lists.openwall.net   lists  /  announce  owl-users  owl-dev  john-users  john-dev  passwdqc-users  yescrypt  popa3d-users  /  oss-security  kernel-hardening  musl  sabotage  tlsify  passwords  /  crypt-dev  xvendor  /  Bugtraq  Full-Disclosure  linux-kernel  linux-netdev  linux-ext4  linux-hardening  PHC 
Open Source and information security mailing list archives
 
Hash Suite: Windows password security audit tool. GUI, reports in PDF.
[<prev] [next>] [<thread-prev] [thread-next>] [day] [month] [year] [list]
Date:   Thu, 9 Nov 2017 15:42:58 -0800
From:   Tejun Heo <tj@...nel.org>
To:     Shaohua Li <shli@...nel.org>
Cc:     Jens Axboe <axboe@...nel.dk>, linux-kernel@...r.kernel.org,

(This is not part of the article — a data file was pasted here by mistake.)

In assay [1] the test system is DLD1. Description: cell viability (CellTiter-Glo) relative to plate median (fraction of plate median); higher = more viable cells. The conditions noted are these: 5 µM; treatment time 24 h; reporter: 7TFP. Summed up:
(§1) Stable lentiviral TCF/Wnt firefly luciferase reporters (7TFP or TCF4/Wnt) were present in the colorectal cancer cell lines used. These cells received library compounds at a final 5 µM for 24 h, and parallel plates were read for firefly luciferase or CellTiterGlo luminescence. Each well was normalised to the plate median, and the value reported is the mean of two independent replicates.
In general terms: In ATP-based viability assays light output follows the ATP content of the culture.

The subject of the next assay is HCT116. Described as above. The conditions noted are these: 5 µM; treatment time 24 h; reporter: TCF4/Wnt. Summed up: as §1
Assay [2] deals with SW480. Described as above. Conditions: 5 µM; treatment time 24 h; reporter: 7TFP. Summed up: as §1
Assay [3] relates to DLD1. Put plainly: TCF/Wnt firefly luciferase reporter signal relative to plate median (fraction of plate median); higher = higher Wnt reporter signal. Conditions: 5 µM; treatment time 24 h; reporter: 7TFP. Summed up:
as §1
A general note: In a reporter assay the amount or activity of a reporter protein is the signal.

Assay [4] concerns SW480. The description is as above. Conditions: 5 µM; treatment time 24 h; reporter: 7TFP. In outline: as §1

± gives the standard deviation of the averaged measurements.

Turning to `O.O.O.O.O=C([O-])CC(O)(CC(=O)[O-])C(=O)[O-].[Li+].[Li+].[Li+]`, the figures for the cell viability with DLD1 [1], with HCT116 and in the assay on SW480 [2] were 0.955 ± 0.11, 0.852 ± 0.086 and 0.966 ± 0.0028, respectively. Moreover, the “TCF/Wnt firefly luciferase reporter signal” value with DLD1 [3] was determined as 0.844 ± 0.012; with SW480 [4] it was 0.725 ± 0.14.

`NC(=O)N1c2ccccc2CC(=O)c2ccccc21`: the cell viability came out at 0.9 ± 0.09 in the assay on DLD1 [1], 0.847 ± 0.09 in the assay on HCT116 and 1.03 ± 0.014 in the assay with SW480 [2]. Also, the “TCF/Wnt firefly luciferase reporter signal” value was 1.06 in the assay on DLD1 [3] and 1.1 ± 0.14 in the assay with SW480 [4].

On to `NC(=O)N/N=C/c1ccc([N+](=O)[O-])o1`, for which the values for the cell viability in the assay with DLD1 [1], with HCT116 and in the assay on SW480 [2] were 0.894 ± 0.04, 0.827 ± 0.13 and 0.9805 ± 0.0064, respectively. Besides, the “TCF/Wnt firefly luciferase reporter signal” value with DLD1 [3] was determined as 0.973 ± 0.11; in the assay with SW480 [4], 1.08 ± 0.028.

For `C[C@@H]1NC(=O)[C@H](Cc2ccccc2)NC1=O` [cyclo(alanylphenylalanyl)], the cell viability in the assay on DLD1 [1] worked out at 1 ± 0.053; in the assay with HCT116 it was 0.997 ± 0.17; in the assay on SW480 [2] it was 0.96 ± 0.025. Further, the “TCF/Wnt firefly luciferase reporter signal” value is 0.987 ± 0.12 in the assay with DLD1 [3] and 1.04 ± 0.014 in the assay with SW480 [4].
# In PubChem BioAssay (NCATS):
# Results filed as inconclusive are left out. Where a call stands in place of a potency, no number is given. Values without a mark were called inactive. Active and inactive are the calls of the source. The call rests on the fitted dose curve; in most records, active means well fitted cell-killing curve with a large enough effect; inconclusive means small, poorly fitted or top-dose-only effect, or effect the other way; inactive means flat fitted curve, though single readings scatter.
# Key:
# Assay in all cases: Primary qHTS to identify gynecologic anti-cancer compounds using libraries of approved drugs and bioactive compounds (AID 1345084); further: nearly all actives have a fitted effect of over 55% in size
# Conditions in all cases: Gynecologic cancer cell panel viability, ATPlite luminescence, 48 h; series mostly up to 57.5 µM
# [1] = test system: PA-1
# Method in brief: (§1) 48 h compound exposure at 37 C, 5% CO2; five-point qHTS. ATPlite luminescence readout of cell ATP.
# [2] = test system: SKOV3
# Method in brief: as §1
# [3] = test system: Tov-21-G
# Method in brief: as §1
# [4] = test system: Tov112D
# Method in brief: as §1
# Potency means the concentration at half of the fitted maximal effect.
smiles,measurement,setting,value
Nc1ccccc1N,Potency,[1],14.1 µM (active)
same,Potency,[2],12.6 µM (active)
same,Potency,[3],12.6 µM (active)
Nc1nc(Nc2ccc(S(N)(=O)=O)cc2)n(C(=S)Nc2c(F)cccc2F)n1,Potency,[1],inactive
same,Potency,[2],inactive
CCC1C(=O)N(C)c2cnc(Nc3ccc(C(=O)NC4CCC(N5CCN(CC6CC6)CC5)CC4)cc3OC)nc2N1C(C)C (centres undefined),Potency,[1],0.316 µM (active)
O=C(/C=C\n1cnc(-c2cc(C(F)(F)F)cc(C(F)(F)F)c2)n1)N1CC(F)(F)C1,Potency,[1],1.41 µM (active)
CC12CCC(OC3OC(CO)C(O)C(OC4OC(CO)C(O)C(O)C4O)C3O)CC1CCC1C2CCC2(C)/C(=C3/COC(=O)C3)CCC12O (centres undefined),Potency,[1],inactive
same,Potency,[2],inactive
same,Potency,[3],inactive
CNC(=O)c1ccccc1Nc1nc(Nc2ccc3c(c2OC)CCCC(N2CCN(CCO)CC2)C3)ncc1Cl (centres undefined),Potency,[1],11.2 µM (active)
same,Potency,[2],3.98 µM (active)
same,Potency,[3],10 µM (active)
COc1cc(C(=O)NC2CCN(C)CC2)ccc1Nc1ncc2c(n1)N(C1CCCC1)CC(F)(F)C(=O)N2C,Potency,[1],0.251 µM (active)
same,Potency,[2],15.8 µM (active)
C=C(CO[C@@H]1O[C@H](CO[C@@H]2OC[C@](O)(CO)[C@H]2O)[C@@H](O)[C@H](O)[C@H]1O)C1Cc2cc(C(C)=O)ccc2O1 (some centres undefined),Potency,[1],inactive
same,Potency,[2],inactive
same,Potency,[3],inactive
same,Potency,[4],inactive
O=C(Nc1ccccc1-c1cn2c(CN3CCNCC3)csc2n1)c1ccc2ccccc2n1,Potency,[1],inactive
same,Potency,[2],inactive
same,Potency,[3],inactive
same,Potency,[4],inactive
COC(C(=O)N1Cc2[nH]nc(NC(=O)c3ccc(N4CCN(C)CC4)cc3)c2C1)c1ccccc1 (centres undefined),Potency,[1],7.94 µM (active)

kernel-team@...com
Subject: Re: [PATCH 1/2] blk-throtl: make latency= absolute

Hello, Shaohua.

On Thu, Nov 09, 2017 at 03:12:12PM -0800, Shaohua Li wrote:
> The percentage latency makes sense, but the absolute latency doesn't to me. A
> 4k IO latency could be much smaller than 1M IO latency. If we don't add
> baseline latency, we can't specify a latency target which works for both 4k and
> 1M IO.

It isn't adaptive for sure.  I think it's still useful for the
following reasons.

1. The absolute latency target is by nature both workload and device
   dependent.  For a lot of use cases, coming up with a decent number
   should be possible.

2. There are many use cases which aren't sensitive to the level where
   they care much about the different between small and large
   requests.  e.g. protecting a managerial job so that it doesn't
   completely stall doesn't require tuning things to that level.  A
   value which is comfortably higher than usually expected latencies
   would often be enough (say 100ms).

3. It's also useful for verification / testing.

Thanks.

-- 
tejun

Powered by blists - more mailing lists